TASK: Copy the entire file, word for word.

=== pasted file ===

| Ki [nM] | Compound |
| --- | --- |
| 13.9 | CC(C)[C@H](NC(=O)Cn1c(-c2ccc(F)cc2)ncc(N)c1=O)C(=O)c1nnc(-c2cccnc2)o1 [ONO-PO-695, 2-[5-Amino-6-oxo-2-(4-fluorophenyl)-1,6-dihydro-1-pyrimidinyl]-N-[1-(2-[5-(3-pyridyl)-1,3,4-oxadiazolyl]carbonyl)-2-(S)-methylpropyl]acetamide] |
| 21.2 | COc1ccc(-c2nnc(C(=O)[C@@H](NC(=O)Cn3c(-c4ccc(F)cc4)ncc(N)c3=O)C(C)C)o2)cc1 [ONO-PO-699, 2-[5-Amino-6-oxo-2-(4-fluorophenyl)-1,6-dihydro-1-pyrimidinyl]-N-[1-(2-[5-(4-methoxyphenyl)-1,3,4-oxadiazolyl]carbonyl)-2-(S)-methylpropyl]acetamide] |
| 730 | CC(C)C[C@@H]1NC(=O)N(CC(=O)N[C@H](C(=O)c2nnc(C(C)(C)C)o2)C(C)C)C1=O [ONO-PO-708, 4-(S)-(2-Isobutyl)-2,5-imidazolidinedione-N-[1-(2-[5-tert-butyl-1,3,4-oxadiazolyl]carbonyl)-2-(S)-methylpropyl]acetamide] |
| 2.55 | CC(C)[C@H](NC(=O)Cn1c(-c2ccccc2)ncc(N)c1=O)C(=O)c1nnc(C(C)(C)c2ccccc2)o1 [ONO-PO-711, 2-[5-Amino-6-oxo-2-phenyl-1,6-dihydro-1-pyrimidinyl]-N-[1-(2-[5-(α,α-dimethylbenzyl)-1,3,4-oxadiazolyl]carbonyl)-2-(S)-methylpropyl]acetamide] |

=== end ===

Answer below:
| Ki [nM] | Compound |
| --- | --- |
| 13.9 | CC(C)[C@H](NC(=O)Cn1c(-c2ccc(F)cc2)ncc(N)c1=O)C(=O)c1nnc(-c2cccnc2)o1 [ONO-PO-695, 2-[5-Amino-6-oxo-2-(4-fluorophenyl)-1,6-dihydro-1-pyrimidinyl]-N-[1-(2-[5-(3-pyridyl)-1,3,4-oxadiazolyl]carbonyl)-2-(S)-methylpropyl]acetamide] |
| 21.2 | COc1ccc(-c2nnc(C(=O)[C@@H](NC(=O)Cn3c(-c4ccc(F)cc4)ncc(N)c3=O)C(C)C)o2)cc1 [ONO-PO-699, 2-[5-Amino-6-oxo-2-(4-fluorophenyl)-1,6-dihydro-1-pyrimidinyl]-N-[1-(2-[5-(4-methoxyphenyl)-1,3,4-oxadiazolyl]carbonyl)-2-(S)-methylpropyl]acetamide] |
| 730 | CC(C)C[C@@H]1NC(=O)N(CC(=O)N[C@H](C(=O)c2nnc(C(C)(C)C)o2)C(C)C)C1=O [ONO-PO-708, 4-(S)-(2-Isobutyl)-2,5-imidazolidinedione-N-[1-(2-[5-tert-butyl-1,3,4-oxadiazolyl]carbonyl)-2-(S)-methylpropyl]acetamide] |
| 2.55 | CC(C)[C@H](NC(=O)Cn1c(-c2ccccc2)ncc(N)c1=O)C(=O)c1nnc(C(C)(C)c2ccccc2)o1 [ONO-PO-711, 2-[5-Amino-6-oxo-2-phenyl-1,6-dihydro-1-pyrimidinyl]-N-[1-(2-[5-(α,α-dimethylbenzyl)-1,3,4-oxadiazolyl]carbonyl)-2-(S)-methylpropyl]acetamide] |